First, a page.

Hearings and Business Meetings
October 18, 2005
SD-366 Energy Committee Hearing Room 10:00 AM
Senator Pete V. Domenici
Winter Fuels Outlook Hearing
October 18th, 2005
At the Hurricane Recovery Hearing on October 6th, I said that we need to have realistic expectations about how long we should expect high energy prices and we need to prepare for potential shortages.
The purpose of today’s hearing is to provide a foundation for this winter’s fuel cost expectations and to prepare us for what could be a very challenging winter.
The impact to residential heating bills this coming winter is anticipated to be severe.
Home heating costs are expected to be well above last year's levels, the result of a tight supply-demand balance exacerbated by Hurricanes Rita and Katrina.
The energy industry has made valiant efforts to recover from the storms, but we must realize that the depth of the disaster caused by the two Hurricanes may take years to recover from fully.
We were far from a strong energy situation when those storms hit us. That precarious state of energy has been a dark cloud over the economy and national security for years.
The Bipartisan Energy Bill was a long-term plan to address those energy challenges. It is a good bill that will increase energy security through R&D, regulatory certainty and resource diversification.
We will be in a better place 4 years from now thanks to that bill.
I believe that if we had passed it 4 years ago as the President requested, we might not be in as dire straits as we find ourselves in today.
Hurricanes Katrina and Rita have exposed an energy vulnerability that will be particularly evident this winter.
Access to supply and ability to move supply has been seriously compromised.
If we have a severely cold winter, we could find ourselves facing shortages of natural gas, heating oil and other products.
A majority of the United States’ 110 million households are heated by natural gas.
EIA predicts that homes heated by natural gas can expect to see on average 48% increase -- roughly $350 more than in their 2004-05 winter fuel bill. If the weather is colder than expected, these natural gas heating expenditures could rise 67% - roughly $500.
Many people have been focusing on higher gasoline prices and I am worried about those too, but the price of natural gas – particularly this winter – is one of the most distressful energy challenges we face in the near and long term.
In the U.S., natural gas prices are close to $14. In China, it’s less than $5. In Saudi Arabia, it’s about $1.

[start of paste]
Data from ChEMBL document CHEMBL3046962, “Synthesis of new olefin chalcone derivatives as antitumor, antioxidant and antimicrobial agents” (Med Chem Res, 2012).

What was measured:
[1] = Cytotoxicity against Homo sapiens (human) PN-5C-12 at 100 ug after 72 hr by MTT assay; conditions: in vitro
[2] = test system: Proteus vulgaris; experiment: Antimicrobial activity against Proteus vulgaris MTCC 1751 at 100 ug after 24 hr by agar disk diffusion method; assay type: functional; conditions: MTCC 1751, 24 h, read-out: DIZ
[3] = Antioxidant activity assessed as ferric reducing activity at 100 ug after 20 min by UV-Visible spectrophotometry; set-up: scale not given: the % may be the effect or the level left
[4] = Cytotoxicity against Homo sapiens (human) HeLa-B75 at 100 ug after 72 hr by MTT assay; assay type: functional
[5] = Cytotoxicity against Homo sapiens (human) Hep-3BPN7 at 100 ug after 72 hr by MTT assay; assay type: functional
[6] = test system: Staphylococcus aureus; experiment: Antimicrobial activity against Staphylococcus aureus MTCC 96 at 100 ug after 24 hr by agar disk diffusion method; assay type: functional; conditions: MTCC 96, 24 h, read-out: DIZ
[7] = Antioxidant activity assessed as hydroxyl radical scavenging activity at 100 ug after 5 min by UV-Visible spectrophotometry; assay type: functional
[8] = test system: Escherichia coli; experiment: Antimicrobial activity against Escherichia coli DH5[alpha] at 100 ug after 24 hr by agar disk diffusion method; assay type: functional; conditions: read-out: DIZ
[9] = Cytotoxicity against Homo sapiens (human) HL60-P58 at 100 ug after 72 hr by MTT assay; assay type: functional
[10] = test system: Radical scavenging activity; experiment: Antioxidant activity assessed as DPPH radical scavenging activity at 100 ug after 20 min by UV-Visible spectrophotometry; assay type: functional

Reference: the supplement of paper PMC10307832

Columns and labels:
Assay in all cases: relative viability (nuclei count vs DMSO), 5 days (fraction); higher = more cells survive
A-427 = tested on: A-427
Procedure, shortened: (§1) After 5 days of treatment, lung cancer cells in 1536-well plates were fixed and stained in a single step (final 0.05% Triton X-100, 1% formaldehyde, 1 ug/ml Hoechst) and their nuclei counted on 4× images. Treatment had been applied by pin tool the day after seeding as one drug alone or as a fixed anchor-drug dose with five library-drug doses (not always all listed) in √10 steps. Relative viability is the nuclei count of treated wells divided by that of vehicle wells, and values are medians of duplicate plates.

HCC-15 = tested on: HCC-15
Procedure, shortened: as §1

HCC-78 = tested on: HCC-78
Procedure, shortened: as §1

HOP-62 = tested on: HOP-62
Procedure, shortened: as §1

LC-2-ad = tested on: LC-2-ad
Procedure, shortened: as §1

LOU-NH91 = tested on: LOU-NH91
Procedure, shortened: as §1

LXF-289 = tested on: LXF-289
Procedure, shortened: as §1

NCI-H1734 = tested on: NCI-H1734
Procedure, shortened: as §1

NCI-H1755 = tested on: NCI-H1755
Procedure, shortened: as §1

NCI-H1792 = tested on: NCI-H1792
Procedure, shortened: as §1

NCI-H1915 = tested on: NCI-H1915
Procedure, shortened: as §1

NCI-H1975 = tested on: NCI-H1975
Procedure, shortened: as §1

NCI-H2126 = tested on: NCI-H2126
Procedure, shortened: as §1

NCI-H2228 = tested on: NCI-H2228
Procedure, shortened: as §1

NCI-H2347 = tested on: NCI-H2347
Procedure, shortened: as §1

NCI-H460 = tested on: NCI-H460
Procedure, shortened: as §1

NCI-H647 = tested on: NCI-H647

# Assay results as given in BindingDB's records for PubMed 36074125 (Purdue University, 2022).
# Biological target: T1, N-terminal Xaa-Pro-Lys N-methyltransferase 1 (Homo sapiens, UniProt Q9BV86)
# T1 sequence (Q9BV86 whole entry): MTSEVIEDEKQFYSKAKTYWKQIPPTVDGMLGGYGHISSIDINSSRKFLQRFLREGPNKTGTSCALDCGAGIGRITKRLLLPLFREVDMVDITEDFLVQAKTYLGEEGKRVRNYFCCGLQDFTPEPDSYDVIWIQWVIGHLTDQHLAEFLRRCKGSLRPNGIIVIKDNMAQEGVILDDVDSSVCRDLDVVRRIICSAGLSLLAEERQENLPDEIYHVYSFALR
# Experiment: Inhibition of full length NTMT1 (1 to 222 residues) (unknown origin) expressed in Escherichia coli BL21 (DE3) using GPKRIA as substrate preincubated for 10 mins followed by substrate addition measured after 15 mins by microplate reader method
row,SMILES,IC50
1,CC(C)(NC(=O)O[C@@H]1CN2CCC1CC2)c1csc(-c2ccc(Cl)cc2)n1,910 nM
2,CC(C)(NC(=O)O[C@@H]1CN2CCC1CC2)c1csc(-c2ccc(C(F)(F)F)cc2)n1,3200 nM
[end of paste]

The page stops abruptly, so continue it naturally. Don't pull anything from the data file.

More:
If we translated gasoline prices to the level of increases faced by natural gas – we would be seeing $7.00 a gallon gasoline at the pump right now.
When we drive up to a gas station we can brace ourselves for the high prices we see displayed on the station signs, but winter fuel costs could be real price shockers to consumers across the nation when they open their monthly bills.
My goal for this hearing is to make more people aware of the potential winter high price crisis and consider recommendations our witnesses will offer to deal with the winter forecast.
I expect the witnesses today to emphasize the importance of conservation.
According to the American Chemistry Council, if every American turns down their thermostat just 2 degrees this winter, it could free up 3 billion cubic feet of gas per day. That is the equivalent of the output we could get from 3 LNG terminals.
Other conservation steps that Americans need to consider are things like lowering the thermostat on your gas hot water heater to 120 degrees. According to API’s Use Energy Wisely web site that can save consumers up to $45 per year.
Conservation will be an important tool to help us get through the winter as well as a good habit to form in the future, but conservation alone will not solve the crisis.
As I have expressed many times before, I believe that this country must make the best use of all its natural resources without ever failing to protect both the environment and the economy.
Tomorrow this Committee will report Reconciliation language to the Budget Committee. That represents a step towards bringing more domestic oil from ANWR to U.S. consumers.
Although off-shore resources like Lease 181 will not be part of the Reconciliation, I am committed to finding a way to bring those resources to the American public.
In the area on the Outer Continental Shelf known as the non-leased portions of Lease Sale 181 which is not under moratorium, but in which we are not allowing leasing, there is approximately 7.2 trillion cubic feet of gas. In the areas more than 100 miles from any state coastline, resources are estimated to be approximately 6 trillion cubic feet of gas. According to API, 1 trillion cubic feet will heat one million homes for 15 years.
I hope that Lease 181 will be dealt with by the President or Congress in the near future. The benefits that more natural gas from Lease 181 can provide cannot be ignored while we struggle through a potentially crippling energy crisis.
I thank the witnesses for being here today.